10 National Parks to Visit in the Winter


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Grand Canyon National Park, Arizona
A group of tourists gathers at the Mather Point Overlook at the Grand Canyon in winter. Wild Horizons/UIG via Getty Images

Grand Canyon National Park is the nation's second most-popular national park in the U.S. — about 5.9 million people visited in 2016 alone (Great Smoky Mountains is No. 1, with 11.3 million annual visitors). And as with so many parks, the teeming hordes mostly descend in summertime, peaking in July when temperatures average around 90 degrees F (32 degrees C). November through February are by far the least crowded months [source: NPS].

The canyon is 277 miles (446 kilometers)long and in its most spectacular places, about 1 mile (1,609 meters) deep. The park is divided between the popular South Rim and the less-traveled North Rim. Due to its higher elevation, greater snowfall and more remote location, traffic on the North Rim dwindles in October and the park service ceases offering backcountry camping permits on October 31. But day use is still possible until the end of November, weather permitting [source: NPS].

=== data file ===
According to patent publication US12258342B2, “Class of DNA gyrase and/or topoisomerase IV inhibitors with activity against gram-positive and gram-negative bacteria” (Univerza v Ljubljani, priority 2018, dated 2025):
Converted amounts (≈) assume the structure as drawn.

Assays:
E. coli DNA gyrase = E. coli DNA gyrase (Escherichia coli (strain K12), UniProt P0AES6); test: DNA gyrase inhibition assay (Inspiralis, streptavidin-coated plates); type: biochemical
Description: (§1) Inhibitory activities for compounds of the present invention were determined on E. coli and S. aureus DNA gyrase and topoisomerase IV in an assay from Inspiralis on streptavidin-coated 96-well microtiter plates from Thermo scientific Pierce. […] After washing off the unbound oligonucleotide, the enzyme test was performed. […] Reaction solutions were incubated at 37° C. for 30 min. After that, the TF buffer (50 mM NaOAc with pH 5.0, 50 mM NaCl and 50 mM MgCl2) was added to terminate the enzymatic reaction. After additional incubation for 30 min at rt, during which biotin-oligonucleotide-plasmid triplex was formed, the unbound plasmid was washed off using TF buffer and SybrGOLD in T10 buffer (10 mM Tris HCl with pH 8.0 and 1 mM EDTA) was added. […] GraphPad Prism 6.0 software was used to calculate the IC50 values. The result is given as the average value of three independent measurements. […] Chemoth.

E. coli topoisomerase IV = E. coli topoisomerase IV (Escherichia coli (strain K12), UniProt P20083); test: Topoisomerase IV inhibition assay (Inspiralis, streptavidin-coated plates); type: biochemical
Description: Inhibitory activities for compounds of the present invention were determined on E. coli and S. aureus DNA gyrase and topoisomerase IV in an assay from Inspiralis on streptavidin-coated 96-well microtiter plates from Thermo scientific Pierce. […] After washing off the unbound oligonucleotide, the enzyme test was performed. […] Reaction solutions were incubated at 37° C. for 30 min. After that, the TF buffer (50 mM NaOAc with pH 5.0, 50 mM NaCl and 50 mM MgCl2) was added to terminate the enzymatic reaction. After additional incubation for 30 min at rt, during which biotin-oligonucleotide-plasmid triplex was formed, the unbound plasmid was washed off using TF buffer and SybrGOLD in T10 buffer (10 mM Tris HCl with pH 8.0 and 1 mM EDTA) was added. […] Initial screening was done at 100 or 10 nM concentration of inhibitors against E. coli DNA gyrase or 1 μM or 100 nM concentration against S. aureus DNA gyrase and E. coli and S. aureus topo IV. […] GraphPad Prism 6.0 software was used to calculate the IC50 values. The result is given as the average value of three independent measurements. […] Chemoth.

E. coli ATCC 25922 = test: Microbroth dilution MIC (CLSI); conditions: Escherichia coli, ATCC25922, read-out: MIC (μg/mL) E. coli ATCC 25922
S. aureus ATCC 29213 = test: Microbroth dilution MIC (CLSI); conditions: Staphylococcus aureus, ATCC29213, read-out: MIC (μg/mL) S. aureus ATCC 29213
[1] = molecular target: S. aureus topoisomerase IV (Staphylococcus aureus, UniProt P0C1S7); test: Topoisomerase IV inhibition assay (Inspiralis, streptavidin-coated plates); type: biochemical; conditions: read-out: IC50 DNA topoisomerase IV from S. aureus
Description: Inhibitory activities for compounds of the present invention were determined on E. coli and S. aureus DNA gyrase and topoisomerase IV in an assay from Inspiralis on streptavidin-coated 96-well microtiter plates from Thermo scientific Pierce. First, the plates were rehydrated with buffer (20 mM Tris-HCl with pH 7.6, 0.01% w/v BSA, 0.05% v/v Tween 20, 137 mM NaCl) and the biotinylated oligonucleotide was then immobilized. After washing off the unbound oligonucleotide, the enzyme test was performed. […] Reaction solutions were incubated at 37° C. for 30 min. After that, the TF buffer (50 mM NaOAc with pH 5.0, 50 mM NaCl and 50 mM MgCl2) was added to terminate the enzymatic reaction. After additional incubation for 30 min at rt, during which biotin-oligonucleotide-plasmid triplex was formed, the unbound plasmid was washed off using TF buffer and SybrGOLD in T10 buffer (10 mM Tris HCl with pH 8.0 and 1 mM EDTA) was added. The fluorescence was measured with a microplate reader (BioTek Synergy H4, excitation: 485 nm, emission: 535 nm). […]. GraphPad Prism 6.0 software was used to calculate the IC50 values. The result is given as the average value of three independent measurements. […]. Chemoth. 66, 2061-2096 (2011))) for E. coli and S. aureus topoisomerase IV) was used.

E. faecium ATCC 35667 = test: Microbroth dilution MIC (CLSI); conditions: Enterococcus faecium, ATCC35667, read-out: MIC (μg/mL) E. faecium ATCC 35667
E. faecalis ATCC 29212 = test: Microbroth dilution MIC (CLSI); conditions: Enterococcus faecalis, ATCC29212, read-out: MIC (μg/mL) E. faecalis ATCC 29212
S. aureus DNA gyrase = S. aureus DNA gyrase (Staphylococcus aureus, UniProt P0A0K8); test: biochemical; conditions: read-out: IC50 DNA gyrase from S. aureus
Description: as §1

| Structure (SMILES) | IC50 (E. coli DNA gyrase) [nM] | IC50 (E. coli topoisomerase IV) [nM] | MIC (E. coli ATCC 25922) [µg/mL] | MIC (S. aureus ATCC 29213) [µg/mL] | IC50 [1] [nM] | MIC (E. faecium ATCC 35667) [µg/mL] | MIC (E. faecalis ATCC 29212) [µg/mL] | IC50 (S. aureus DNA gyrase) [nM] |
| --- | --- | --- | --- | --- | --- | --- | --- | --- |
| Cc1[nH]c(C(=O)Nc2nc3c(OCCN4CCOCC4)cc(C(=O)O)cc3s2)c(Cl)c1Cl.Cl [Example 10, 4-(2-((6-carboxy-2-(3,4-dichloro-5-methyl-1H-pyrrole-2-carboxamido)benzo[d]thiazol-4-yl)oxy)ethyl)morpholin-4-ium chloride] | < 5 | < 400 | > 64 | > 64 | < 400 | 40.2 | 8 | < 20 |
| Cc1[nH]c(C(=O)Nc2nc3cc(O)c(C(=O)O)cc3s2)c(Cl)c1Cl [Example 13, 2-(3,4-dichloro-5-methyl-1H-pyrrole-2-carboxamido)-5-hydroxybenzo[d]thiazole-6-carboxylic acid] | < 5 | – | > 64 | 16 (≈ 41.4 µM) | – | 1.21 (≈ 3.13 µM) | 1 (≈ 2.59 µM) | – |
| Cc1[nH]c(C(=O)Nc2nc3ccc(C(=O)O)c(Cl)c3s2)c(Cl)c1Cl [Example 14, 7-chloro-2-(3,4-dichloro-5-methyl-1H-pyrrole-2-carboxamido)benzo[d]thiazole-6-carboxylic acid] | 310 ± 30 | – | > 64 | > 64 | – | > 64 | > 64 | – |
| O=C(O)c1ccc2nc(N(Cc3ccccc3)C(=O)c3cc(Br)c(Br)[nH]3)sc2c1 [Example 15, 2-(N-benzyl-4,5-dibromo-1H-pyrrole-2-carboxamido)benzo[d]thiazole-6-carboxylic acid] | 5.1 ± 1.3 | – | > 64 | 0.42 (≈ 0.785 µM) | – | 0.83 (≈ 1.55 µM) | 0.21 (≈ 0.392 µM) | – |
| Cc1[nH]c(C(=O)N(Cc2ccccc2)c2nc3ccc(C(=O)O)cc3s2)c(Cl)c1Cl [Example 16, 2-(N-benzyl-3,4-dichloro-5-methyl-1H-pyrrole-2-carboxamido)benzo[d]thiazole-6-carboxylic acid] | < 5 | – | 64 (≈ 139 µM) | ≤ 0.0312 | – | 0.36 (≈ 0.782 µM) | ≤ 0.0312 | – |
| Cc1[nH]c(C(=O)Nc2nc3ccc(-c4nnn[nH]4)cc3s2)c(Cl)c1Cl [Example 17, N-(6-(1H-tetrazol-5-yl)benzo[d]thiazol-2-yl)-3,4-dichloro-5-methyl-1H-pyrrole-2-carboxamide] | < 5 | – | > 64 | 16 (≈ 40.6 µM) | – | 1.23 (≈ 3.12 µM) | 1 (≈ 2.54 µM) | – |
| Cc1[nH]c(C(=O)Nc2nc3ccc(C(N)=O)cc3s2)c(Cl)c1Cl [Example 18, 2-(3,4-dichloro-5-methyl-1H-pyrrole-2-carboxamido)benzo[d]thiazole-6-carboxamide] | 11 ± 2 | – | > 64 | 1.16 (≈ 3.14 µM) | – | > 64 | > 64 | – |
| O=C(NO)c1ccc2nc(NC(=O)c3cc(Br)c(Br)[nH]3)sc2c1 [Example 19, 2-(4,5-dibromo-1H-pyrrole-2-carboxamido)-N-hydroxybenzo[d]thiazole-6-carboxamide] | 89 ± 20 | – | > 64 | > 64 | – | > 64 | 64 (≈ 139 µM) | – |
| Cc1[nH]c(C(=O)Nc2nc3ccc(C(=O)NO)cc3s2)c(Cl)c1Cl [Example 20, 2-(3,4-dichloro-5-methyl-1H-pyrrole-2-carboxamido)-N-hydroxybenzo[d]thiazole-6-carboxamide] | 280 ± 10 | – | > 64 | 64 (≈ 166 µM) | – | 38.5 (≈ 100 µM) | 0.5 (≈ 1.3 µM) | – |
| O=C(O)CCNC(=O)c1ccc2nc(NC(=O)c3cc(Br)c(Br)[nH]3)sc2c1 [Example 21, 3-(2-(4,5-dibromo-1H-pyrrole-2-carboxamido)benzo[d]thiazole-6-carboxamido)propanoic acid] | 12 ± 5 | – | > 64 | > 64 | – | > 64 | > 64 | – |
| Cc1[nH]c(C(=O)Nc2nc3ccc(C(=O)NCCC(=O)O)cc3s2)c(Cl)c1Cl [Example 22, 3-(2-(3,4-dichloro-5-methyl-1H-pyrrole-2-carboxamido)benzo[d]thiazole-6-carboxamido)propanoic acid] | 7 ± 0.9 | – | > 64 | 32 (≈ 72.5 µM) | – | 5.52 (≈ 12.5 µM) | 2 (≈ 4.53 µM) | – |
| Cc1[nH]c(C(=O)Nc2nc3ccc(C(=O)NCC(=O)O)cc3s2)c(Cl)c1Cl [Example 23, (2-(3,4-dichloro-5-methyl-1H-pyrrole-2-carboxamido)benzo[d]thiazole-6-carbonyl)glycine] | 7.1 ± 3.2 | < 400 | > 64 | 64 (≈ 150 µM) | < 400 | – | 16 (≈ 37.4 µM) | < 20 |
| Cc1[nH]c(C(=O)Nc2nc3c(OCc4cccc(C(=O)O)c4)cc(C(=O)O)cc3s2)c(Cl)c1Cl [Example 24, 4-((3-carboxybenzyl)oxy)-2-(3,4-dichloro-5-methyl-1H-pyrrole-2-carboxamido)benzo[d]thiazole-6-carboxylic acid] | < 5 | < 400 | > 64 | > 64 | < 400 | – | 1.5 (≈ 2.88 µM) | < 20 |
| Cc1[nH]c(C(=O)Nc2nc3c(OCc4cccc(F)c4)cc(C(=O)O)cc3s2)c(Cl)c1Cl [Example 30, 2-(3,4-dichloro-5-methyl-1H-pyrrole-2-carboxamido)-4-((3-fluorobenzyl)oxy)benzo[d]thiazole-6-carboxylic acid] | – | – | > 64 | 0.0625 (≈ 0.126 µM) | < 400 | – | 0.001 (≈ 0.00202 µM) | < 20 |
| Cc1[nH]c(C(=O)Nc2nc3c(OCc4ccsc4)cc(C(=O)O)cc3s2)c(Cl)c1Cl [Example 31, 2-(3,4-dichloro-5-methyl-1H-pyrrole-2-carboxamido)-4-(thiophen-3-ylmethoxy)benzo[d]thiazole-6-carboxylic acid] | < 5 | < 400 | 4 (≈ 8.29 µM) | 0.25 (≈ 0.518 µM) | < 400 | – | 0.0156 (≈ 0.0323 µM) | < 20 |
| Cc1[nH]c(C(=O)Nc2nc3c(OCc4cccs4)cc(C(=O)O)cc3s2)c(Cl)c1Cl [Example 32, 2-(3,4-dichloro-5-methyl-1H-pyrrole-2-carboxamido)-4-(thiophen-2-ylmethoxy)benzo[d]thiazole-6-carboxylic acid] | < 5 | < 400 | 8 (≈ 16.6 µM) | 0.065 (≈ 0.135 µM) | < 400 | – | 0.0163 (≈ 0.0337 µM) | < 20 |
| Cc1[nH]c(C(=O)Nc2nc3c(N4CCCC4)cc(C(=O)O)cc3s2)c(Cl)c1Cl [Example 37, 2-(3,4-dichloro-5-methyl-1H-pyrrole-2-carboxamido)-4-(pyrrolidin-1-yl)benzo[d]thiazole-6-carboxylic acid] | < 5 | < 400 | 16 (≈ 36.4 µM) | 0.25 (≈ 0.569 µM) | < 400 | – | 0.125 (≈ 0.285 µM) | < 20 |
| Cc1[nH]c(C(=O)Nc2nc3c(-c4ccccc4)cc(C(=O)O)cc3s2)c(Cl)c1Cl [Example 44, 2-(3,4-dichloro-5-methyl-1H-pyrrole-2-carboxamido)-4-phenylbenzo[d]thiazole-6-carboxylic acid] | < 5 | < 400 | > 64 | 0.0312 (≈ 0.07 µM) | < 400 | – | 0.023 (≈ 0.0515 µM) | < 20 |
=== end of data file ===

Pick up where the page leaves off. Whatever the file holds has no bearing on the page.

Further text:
On the South Rim, the reverse happens — roads that are typically closed to public traffic (due to huge volumes) may open, allowing you to drive the full stretch of the park normally reserved for only buses [source: Xanterra].

Whether you enjoy hiking, camping or just sightseeing, the mild temperatures and much smaller crowds can make the Grand Canyon an unforgettable wintertime experience.

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